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misseditbythatmuch

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  1. Hiya! I am just about to embark on a somewhat unplanned road trip through Atlantic Canada (New Brunswick, Nova Scotia, Prince Edward Island, Newfoundland and Labrador). I am not sure yet of what places I'll see and when I'll be in certain places. I will probably be emphasizing the more natural sides of the provinces. I expect to pass through the larger cities but hope to spend more of the time in nature :-) Does anybody have any suggestions or recommendations about places to eat or get gluten-free food while I'm there? I have already gathered a bit of information, from the Halifax, Charlottetown, and Newfoundland chapters of the Canadian Celiac Association.
  2. I certainly agree that it is no guarantee. I am just wondering if it is actually true in practice in most (not all) cases.
  3. I understand that it can be used in any kind of product, gluten-free or not. Considering the expense of xantham gum, is this true in practice? Or is xantham-gum mostly used in gluten-free items? I have not done a survey orfproducts since I was thought about this question, but my recollection is that whenever I have seen xantham gum in products, I have not seen other gluten-containing ingredients on the list.
  4. When I have seen xantham gum on an ingredient label, I have often not seen anything else that would clearly indicate that it has gluten, though sometimes there could be items such as "natural or artificial flavours". Consider xantham gum is relatively expensive, does the use of xantham gum suggest that the maker of the product is using it to make it gluten-free? Or might it just simply be the best ingredient for them to use to get the texture they want?
  5. Well, if the cans you have used have never had warnings about wheat on them, they are OK (according to Fry's customer service number). Fry's may use multiple suppliers simultaneously, or they may just switch suppliers occasionally. The three cans of cocoa I mention in my original post were bought at different times. It is possible that Fry's had one supplier when my sister bought her cocoa, another one when my parents bought their cocoa, and yet a different one when I bought mine. We don't know.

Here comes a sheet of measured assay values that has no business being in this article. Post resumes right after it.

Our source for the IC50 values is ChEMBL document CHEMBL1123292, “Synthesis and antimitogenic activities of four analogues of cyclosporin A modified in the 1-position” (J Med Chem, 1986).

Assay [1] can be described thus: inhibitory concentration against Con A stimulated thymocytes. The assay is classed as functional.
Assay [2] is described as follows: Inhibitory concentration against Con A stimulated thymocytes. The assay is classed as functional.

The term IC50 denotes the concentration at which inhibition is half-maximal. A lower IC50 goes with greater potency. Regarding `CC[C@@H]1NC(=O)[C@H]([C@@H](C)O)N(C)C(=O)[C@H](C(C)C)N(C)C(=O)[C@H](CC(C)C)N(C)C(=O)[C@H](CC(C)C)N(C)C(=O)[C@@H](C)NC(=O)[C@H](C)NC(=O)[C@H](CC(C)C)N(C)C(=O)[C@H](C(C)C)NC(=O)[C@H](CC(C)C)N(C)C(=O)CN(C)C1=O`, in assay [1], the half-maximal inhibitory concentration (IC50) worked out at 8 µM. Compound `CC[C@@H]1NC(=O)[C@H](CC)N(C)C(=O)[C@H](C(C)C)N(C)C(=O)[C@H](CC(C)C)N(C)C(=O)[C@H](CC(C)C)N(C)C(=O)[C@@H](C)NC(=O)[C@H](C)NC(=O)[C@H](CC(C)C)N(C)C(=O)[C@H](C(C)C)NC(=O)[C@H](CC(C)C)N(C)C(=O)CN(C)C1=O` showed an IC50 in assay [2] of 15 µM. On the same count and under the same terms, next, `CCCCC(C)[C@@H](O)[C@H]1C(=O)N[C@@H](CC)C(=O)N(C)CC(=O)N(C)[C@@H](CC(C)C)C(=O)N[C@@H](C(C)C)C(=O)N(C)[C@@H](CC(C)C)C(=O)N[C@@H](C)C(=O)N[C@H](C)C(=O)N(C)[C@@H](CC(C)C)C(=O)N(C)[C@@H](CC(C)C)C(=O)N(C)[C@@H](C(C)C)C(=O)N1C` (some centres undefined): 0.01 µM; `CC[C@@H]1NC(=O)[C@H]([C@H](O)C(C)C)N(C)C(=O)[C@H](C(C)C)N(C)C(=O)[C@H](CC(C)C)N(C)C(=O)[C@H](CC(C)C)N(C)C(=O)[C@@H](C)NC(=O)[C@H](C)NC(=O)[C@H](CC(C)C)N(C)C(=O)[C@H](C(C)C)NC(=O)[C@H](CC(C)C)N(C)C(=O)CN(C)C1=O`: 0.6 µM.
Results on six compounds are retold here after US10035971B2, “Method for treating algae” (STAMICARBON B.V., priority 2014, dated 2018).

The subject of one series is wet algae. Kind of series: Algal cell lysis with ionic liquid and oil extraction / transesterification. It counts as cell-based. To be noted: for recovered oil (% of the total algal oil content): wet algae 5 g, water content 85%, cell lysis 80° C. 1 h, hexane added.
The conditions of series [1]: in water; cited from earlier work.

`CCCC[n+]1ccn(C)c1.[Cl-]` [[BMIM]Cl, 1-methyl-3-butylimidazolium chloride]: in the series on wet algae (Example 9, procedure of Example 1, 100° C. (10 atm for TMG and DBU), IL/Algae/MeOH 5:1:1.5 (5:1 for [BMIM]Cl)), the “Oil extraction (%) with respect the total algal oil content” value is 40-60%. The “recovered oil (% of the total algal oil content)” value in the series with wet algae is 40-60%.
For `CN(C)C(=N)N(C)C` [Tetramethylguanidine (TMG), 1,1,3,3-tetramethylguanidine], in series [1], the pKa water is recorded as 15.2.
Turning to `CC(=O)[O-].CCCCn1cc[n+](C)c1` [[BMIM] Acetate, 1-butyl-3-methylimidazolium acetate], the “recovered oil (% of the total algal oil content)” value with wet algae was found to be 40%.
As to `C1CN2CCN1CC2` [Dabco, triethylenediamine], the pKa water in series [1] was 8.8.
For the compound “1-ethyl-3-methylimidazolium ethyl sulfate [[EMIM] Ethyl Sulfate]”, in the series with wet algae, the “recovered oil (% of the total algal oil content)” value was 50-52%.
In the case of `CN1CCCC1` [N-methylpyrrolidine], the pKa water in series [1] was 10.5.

6. It also shows that it can be worth it to phone up the number provided on the label. For that, it may be hit or miss. In some cases, the person you talk to may be very helpful and informative. In other cases, unfortunately, they may not have a clue of what you're talking about.
  7. It turns out that some cans of Fry's Cocoa may have traces of wheat. There is (or has been) more than one facility that produces this, and at least one of them may have issues of cross-contamination. (I just posted a new topic about this entitled 'Fry's Cocoa' - Jan 9, 2009).
  8. It turns out that some cans of Fry's Cocoa may have traces of wheat. There is (or has been) more than one facility that produces this, and at least one of them may have issues of cross-contamination. (I just posted a new topic about this entitled 'Fry's Cocoa' - Jan 9, 2009).
  9. Fry's is a brand of Cocoa that is sold in Canada (and possibly other countries). I recently have been trying to figure out if it is gluten-free, so I have been reading labels. Initially figuring this out was confusing. One of my sisters has a can of this cocoa which says that it may contain traces of wheat (and may also mention other allergens). My parents have a can of it that says it may contain traces of milk (but does not mention wheat). I just recently bought a can of it that has no mention of traces of allergens. So what gives? My mother phoned up Fry's and got the answer. It turns out that Fry's Cocoa is produced by at least three different suppliers. So, though the cans look nearly the same, they have been made at different facilities. The can my sister has was made at a place where wheat cross-contamination could happen. The cans that my parents and I have don't have this problem. So, one product, three different cans, two of the products with different allergy alerts and one with none. Always read the label!. Geoff
  10. Hi TFG, I am in the same position as you. I do not have any digestive reactions to gluten. So if I get glutened, I don't know it. This may not be that bad if it happens rarely. But I am wondering if I will come across cases where I am regularly eating something that is supposed to be gluten-free, but isn't. The main way I will know if this is having an effect on me is likely only if my main known symptom (iron-deficiency anemia) goes away. (I have other possibly symptoms, but it is not clear yet whether they are caused by celiac disease.) Geoff
  11. Hiya Rachel, I'm from Montreal as well. and, like you, I am newly diagnosed. I am also trying to find places for specialty foods. I have heard that Marie Nature in Laval is a very good place. I hope to go there sometime in the next week. Geoff